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Chronic Granulomatous Disease (CGD)

Clinical Features and Laboratory Testing


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Defect in the Innate Immune System: Chronic Granulomatous Disease

Slide 7

January 2010

Chronic Granulomatous Disease (CGD) is a classic example of a primary immunodeficiency affecting the innate immune system. This disease is genetically heterogeneous and caused by defects or mutations in the genes that encode the various subunits of the respiratory enzyme - NADPH oxidase, which on activation leads to the generation of hydrogen peroxide and superoxide that is bactericidal.

NADPH oxidase is composed of 6 subunits, 2 of which are membrane-bound - gp91phox or cytochrome B, encoded by the CYBB gene, and the gp22phox, encoded by the NCF2 gene. There are 3 cytosolic components - the p67phox, the p47phox and the p40phox encoded by the CYBA, NCF1 and NCF4 genes respectively. The G-protein, Rac-2 is also associated with the NADPH oxidase complex (and defects in the Rac-2 gene lead to a form of leukocyte-adhesion deficiency). The p40phox has not been shown to be associated with the pathogenesis of CGD and is thought to play a regulatory role in the NADPH oxidase activity, while all the remaining components are considered essential for the generation of the superoxide burst.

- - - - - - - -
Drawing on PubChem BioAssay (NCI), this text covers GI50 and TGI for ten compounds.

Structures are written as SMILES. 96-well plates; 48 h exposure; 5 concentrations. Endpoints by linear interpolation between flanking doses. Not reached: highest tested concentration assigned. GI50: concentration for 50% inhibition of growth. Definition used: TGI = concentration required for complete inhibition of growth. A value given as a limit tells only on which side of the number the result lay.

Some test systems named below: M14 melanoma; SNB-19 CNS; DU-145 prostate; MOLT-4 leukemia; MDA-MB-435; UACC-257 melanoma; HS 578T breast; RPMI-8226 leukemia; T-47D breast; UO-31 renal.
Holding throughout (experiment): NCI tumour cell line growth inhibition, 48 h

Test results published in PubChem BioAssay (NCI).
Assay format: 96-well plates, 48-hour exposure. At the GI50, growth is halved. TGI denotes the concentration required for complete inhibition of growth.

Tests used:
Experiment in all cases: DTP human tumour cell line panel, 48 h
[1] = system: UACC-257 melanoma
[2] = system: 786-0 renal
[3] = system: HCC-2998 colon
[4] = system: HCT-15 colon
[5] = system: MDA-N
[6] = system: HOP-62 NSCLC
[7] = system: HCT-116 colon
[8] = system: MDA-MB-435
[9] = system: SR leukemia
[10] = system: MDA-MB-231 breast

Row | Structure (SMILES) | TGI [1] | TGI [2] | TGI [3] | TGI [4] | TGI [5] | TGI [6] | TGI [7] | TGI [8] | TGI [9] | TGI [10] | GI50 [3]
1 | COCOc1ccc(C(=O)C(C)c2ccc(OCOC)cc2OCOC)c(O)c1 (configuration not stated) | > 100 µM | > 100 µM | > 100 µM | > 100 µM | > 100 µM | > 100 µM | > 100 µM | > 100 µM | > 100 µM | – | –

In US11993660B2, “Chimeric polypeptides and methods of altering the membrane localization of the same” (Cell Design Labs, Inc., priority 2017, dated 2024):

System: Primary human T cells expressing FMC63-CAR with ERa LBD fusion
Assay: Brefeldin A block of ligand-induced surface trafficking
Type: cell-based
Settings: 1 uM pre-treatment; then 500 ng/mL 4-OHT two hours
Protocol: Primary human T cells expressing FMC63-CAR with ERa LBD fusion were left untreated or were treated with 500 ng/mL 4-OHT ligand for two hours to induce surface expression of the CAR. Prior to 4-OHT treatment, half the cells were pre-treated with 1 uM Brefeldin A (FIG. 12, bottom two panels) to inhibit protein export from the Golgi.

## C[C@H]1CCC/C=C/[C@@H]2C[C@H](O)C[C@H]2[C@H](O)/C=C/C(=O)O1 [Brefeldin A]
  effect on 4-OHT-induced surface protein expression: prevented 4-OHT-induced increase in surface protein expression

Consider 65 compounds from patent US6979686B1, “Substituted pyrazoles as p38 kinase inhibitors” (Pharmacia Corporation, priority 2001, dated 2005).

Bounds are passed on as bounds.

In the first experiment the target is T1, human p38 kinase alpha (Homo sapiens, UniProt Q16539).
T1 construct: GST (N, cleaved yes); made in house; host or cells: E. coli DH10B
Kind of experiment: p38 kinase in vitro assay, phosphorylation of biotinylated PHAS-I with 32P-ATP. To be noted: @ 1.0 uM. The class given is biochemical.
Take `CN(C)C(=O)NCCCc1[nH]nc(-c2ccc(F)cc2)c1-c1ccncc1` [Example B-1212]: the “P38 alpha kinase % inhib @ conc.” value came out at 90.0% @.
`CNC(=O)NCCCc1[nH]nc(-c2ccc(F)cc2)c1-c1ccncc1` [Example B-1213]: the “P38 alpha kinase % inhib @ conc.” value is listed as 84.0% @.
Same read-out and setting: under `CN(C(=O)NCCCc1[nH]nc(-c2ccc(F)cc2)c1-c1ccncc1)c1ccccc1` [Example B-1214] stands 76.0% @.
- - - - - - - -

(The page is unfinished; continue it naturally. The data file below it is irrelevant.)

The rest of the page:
The NADPH oxidase components primarily function in electron transfer or translocation to, or stabilization of membrane components.

Gp91phox and p67phox are involved in electron transfer while p40phox and p47phox are associated with stabilization and translocation to the membrane.

Chronic Granulomatous Disease


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